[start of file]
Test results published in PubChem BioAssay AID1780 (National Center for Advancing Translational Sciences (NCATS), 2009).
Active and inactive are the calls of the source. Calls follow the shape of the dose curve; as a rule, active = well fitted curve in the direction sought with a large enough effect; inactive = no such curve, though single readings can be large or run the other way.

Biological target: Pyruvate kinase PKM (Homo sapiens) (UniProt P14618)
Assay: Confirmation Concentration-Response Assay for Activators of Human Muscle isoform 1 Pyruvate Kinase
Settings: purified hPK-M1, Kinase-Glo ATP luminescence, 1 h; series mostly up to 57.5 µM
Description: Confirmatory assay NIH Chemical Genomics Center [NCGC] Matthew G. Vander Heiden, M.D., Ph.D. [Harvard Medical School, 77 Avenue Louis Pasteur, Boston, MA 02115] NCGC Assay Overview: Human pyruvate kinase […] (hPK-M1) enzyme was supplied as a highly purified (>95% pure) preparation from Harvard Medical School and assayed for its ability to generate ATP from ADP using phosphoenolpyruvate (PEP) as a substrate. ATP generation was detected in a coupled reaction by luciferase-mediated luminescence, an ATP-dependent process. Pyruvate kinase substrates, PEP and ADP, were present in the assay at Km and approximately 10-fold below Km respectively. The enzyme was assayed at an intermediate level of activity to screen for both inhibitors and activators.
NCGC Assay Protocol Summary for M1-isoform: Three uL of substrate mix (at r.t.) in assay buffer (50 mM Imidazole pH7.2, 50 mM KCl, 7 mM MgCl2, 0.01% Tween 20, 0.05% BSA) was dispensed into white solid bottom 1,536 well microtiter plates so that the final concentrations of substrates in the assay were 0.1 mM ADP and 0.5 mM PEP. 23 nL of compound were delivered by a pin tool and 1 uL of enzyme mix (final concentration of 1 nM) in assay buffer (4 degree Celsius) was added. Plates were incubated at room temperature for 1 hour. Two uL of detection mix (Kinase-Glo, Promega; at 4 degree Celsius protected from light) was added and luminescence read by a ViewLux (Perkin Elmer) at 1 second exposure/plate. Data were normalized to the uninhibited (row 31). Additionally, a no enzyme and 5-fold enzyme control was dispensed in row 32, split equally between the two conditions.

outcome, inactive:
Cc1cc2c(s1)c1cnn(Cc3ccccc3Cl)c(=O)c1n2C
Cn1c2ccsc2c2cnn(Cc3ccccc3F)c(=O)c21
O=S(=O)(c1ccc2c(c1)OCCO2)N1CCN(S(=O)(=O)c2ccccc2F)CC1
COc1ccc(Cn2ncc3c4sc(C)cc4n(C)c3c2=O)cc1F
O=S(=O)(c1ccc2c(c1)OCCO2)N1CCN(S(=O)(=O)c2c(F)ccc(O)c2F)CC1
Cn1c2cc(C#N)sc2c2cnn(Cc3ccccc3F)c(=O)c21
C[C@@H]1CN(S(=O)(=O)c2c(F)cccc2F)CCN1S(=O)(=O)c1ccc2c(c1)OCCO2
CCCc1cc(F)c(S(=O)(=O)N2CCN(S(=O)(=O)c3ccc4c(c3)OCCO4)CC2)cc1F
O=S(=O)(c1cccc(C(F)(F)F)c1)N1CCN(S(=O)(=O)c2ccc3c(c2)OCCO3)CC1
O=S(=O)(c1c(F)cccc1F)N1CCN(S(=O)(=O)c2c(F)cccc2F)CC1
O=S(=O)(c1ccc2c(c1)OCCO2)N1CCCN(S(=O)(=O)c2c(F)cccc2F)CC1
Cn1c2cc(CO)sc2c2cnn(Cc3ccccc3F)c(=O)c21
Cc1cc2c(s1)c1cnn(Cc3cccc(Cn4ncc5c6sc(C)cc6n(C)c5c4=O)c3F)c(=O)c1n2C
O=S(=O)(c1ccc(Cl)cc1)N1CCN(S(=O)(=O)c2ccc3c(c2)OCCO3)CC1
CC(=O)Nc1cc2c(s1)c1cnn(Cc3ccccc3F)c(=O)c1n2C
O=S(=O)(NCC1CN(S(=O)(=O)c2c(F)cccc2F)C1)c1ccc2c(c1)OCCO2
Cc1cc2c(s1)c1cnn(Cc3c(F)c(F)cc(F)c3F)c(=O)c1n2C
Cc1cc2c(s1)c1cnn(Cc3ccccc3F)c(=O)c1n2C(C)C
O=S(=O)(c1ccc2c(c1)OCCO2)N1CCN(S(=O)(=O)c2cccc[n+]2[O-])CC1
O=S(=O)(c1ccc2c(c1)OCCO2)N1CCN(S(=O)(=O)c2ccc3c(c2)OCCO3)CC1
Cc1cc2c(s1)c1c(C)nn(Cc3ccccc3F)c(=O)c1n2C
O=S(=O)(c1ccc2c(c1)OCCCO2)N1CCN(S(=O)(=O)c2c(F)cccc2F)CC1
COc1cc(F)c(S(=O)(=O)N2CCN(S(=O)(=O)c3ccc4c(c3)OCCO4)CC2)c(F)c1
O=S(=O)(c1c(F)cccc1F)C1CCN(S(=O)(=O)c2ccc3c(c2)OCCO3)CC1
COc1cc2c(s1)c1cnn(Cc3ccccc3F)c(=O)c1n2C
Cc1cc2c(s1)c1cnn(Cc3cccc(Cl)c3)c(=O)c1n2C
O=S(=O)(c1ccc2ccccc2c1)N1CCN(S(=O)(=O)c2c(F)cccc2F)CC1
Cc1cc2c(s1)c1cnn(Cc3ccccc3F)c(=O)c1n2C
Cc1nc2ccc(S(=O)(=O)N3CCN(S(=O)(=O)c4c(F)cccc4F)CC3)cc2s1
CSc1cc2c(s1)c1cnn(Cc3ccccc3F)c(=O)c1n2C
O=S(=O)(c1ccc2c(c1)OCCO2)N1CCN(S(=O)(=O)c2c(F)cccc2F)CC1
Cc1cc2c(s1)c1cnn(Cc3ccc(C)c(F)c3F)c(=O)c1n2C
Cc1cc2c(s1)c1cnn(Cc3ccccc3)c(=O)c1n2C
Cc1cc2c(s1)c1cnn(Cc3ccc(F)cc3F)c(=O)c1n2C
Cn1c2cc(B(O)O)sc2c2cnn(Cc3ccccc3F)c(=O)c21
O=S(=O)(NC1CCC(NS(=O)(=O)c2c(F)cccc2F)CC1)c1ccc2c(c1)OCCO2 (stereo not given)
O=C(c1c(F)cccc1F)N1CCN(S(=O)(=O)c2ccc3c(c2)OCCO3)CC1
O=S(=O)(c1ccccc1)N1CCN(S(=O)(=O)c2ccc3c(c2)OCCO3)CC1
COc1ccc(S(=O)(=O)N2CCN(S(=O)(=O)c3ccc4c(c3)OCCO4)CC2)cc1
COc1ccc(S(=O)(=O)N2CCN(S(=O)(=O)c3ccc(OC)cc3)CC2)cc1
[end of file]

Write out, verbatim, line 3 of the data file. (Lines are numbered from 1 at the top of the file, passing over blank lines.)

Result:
Biological target: Pyruvate kinase PKM (Homo sapiens) (UniProt P14618)